After reading my blog post from yesterday (i.e. me complaining about my wait at the VA), someone made a very simple and yet profound statement to another person about me. The comment was, "Listen to the dead guy complaining about the wait at the VA". I do have to remember that the worst wait is just an inconvenience; it is small in comparison to the alternative - DEAD. Thanks for putting up with me whining about my wait and please don't hesitate to remind me to be thankful for all the blessings that I have...this winter, although it is seemingly endless, is just a nuisance; the car-line at school, even though some people don't know how to drive, are just irritations. In truth, anything above ground is very good. Thank you, God, for every day that I am alive.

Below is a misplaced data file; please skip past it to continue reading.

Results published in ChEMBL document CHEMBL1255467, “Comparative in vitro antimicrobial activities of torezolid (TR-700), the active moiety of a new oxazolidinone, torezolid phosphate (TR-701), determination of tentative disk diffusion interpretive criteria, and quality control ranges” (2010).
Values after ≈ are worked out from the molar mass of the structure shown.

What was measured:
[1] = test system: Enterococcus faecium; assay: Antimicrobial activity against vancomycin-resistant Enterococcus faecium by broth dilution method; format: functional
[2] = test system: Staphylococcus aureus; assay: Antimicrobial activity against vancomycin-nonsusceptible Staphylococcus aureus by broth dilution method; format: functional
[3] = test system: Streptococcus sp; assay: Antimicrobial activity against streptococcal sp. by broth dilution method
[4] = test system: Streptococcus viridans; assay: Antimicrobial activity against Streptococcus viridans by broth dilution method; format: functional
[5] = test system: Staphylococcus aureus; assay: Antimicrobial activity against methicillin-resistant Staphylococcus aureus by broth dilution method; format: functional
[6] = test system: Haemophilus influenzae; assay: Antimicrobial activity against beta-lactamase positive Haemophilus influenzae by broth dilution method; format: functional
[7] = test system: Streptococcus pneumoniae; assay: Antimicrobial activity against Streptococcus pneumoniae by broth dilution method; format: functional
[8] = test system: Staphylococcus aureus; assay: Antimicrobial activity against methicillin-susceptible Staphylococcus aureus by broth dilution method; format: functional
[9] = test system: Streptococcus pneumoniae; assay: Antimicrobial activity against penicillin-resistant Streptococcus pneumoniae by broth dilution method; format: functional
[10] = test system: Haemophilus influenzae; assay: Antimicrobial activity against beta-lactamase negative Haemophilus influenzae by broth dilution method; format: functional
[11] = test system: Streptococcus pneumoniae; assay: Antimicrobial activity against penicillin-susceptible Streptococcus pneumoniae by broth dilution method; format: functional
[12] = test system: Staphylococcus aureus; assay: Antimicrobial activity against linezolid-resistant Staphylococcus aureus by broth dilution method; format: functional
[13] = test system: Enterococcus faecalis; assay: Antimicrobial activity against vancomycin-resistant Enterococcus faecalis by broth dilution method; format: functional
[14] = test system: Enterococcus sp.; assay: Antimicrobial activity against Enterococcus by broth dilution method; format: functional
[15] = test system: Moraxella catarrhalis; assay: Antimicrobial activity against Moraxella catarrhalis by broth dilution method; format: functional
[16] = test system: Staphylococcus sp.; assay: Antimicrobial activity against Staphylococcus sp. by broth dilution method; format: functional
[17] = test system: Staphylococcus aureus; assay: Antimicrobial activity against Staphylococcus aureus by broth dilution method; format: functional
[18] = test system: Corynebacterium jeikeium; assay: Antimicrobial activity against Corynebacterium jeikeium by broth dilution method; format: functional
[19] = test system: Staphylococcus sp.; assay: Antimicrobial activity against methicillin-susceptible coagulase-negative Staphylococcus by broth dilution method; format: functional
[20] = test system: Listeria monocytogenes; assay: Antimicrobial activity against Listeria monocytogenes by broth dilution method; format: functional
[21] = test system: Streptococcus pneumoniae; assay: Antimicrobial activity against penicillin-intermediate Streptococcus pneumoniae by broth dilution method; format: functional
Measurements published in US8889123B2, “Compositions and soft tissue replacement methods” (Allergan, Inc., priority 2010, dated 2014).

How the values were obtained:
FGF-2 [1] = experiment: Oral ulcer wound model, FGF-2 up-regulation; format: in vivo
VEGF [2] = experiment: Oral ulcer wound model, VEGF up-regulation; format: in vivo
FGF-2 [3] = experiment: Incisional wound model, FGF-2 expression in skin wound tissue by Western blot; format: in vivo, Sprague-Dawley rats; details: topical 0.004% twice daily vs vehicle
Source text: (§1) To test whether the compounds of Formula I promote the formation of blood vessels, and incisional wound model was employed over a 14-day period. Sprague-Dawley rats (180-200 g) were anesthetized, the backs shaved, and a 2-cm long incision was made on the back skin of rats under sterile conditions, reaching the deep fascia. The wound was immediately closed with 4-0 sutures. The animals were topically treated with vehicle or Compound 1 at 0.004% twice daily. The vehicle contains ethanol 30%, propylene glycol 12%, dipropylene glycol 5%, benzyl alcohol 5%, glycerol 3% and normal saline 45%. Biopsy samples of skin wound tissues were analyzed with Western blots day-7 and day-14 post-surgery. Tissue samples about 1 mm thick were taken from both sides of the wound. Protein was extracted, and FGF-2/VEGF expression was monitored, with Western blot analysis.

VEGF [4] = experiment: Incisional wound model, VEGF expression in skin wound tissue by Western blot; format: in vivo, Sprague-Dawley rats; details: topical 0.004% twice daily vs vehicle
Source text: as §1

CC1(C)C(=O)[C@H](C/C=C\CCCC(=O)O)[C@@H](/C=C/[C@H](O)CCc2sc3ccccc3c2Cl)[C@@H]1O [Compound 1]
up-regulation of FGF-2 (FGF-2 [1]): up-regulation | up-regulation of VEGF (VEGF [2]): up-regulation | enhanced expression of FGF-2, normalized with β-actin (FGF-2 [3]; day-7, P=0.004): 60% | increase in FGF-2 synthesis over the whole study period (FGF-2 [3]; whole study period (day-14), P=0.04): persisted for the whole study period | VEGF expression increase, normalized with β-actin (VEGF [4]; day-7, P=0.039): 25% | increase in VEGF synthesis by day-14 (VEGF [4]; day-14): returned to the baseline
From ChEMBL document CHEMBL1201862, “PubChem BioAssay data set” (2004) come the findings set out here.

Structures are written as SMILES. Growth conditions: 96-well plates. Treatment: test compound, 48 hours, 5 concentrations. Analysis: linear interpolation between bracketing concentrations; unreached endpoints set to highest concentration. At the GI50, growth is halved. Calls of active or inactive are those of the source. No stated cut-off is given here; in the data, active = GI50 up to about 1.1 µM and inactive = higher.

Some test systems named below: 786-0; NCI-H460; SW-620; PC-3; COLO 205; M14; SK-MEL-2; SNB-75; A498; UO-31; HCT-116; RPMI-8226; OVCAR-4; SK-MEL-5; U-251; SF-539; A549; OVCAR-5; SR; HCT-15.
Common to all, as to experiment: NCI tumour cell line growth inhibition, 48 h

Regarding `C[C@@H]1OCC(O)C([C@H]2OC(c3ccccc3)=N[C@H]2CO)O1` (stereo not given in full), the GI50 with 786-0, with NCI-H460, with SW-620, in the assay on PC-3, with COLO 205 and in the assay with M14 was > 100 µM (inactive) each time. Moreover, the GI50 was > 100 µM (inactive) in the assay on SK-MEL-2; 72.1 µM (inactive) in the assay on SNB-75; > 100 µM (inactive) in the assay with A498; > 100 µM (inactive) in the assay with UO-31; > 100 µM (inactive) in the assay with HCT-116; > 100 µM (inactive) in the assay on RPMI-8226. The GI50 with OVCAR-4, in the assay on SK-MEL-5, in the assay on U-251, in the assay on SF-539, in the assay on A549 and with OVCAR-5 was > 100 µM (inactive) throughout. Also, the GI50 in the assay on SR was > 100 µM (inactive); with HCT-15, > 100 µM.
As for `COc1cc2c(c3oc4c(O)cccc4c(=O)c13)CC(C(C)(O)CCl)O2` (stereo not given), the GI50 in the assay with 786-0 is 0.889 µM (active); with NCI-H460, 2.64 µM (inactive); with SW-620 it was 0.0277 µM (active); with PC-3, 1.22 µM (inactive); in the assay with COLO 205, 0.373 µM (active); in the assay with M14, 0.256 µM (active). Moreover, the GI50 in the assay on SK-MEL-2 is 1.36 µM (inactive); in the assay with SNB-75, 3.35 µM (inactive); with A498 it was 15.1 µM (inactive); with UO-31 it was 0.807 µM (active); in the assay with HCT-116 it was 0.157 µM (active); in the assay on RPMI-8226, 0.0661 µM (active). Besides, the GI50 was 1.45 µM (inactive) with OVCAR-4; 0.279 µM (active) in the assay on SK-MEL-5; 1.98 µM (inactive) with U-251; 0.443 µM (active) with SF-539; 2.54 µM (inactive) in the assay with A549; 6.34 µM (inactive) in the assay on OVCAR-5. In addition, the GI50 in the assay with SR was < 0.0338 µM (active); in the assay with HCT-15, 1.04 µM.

On December 8, 2008, my life changed forever. I had a double sided cerebellar stroke with 2 brain stem compressions. It was not until December 10, 40 hours after my stroke, that surgery was finally done to relieve the pressure. Dr. Piper, the neuro-surgeon from Iowa Methodist hospital in Des Moines, told my wife that surgery was nothing more than an attempt to save my life, but that it would not erase the deficiencies as a result of the stroke. Although she admits that she did not really understand what Dr. Piper had just said, my wife, Laura, agreed to the surgery and the care team performed a decrompessive craniotomy, to hopefully relieve the pressure and allow my brain to function somewhat normally. For those who have followed my blog for the last 14+ years, the surgery was successful, I returned to the church and I now live a relatively normal life, although I do have some pretty severe, though not always visible, defieciencies. I really thought that life could not get any worse th